“I don’t think I’m hugely influenced a lot of the time,” Martha Wainwright says from her home in Brooklyn, moments before disagreeing with herself. “I think that’s a lie,” she continues, on the topic of what influences her as a songwriter.
“Your ear when you’re a young adult and a teenager is so open to be moved and influenced. I think that that sort of fades a little as you get older and you find through trying things, and trying to sound like other people, you find your own style.”
She concedes that she doesn’t listen to a lot of contemporary music, but can she listen to her own records and enjoy them in – any sense of the word – objectively? “Sometimes [I put music on] late at night when I have too many drinks,” she confesses, through the crackling of laughter. “When I put on my own album that’s when everyone should go home.”
Wainwright takes time with her answers, pausing to choose the appropriate words or phrases. She has an almost monotone voice, which rises during moments of laughter. And she laughs a lot throughout the conversation, sometimes in a self-deprecating way.
None of this comes as much of a surprise, after all Wainwright has made three studio records which delve deep into her own emotions and lay bare her relationships, with both her family and partners, in such a manner that it sometimes feels like the audience is eavesdropping on private moments.
On top of an emotionally confrontational style of songwriting, she possesses a unique vocal delivery, which stretches the limits of her range and what is typically heard in popular music.
Wainwright’s style is specific, not only to the music industry in general, but to her family as well. After all the elephant in the room – or, more appropriately, the elephant down the phone line – is two generations of Canadian music royalty; from aunty Anna and her late mother Kate McGarrigle, to father Loudon, and brother Rufus.
“I think people really get a kick out of it, and I do too!” she giggles (again), on the topic of her family. “I get a kick out of singing with my family and it’s very natural for me – it’s normal.”
“To be honest I think people are interested in that story, and that concept, because it’s not that common in the music industry,” she continues. “I think people like to see me on stage with my brother and when I used to be onstage with my mother. That’s really hard that that’s gone. But I think people like to see that. I think it makes them feel good. I think it makes them think about their own family.”
But coming from such a rich musical family, surely Martha sought a style that would distinguish herself, to rebel? “That was necessary to do in a household of very gregarious people who are attention seeking, you had to have something that made you a little bit different or that was specific to yourself,” she divulges.
“When I first started writing songs I was trying to get a lot of attention and some of them were subversive, they were very personal, they’re kind of [trying] to push the envelope,” she reflects. “In a way, once I had started, there was already a style there.
“In my case I don’t really work that much outside of my life for material [but] that’s a style thing too. My writing thing was to write about my family, or my feelings which [has] come back to bite me in the ass a few times.”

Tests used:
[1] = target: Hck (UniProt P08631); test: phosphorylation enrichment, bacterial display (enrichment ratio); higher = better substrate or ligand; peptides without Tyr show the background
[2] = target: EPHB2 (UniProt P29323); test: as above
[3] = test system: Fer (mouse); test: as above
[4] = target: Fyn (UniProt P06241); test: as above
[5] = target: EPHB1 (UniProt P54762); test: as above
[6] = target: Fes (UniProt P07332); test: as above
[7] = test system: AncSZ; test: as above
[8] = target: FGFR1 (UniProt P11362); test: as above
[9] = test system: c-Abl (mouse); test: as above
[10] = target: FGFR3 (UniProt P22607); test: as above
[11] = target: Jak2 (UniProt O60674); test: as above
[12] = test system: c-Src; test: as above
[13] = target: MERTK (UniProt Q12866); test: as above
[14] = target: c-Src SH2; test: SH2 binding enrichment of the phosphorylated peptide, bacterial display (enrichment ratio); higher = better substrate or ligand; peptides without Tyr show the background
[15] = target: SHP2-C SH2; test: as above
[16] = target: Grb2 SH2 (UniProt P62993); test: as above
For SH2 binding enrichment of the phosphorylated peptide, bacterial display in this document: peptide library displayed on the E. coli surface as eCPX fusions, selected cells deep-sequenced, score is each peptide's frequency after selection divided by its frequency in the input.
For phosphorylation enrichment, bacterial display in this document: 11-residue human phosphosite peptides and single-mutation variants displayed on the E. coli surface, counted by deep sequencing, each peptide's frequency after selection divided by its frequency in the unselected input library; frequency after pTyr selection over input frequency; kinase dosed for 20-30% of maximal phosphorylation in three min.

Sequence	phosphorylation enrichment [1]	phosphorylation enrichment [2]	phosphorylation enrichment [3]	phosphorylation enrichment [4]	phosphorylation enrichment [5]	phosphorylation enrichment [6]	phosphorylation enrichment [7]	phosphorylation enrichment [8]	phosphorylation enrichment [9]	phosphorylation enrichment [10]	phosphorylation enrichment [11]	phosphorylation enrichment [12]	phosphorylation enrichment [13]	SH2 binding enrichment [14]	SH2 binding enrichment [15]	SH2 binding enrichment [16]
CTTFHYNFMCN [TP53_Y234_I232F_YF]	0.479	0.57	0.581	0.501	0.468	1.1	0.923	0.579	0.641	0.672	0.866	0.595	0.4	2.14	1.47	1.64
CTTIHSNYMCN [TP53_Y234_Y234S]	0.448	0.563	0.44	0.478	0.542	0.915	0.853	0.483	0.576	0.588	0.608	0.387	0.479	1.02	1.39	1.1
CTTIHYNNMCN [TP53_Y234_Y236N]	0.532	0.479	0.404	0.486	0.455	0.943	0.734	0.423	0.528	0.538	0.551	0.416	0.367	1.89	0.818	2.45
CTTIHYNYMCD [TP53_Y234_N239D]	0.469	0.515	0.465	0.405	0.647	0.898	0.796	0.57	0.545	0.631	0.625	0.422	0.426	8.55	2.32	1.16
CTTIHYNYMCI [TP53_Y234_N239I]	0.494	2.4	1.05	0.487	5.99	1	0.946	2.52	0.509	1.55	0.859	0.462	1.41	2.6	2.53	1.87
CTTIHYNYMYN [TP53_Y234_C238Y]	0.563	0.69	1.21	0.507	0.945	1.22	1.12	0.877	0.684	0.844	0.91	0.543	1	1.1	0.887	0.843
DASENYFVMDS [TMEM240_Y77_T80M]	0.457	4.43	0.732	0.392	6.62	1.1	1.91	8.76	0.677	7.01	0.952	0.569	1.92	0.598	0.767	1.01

Her latest record, 2012’s Come Home To Mama, is remarkably poignant and intimate; it was written in a chaotic transitional period of her life. Wainwright became a mother for the first time. Her son Arcangelo was born two months premature only a few months before her own mother passed away.
For her latest record, she wanted to honour Kate with a cover; the result was the devastatingly beautiful ‘Proserpina’, the last song her mother ever wrote, with the affecting refrain giving the album it’s namesake: ‘Proserpina/Proserpina/come home to mama/come home to mama now’.
“I recorded it quite soon after she died,” Wainwright reveals, before pausing. “I recorded it because I didn’t want anyone else to record it. I wanted to connect more with her, by doing it and try and conjure her more and I sing it like her, in the sense that I sound like her, I wanted to connect to her which is why I recorded it. Then I sort of forgot about it,” another beat comes down the line.
“I knew that I wanted to do a Kate song [on the record] but I didn’t know which one. Then I just remembered [‘Proserpina’] ‘cause it’s about life and death, and it’s the last song that she wrote and its an unknown song, it’s never been recorded. It just seemed perfect.”
Wainwright will be sharing material from her latest record in a series of Australian performances in June, including Tasmania’s inaugural Dark MOFO festival presented by the Museum of Old and New Art (MONA).
For an artist who so candidly offers her emotions to her audience, there arises the question of whether the artist needs to be performing in the same mind space she was when she wrote. “They’re more detached from the sort of naval gazing element that happens when you’re writing a song, when you’re reaching down into your – in my case – quite personal feelings,” she offers.
“The more specifically personal, the more people kind of identify with it. So when you start to perform them on stage, and with an audience, you are telling your story but you’re trying to connect your story to their story, and have them be able to identify with some of the expressions and the poetry.
“In-between songs I like to make little jokes,” she laughs. “To sort of break up that kind of… I don’t want it to be a downer. It’s just – in life there are shades of darkness, shades of lightness, its nice to be able to see all of those fully in an evening of music.”
Come Home To Mama is out now through V2 Records. Martha Wainwright begins her headline Australian tour on May 31st and plays the inaugural Dark MOFO Festival, running from June 13th – 26th in Hobart. Dates and details below.
Written by John Dean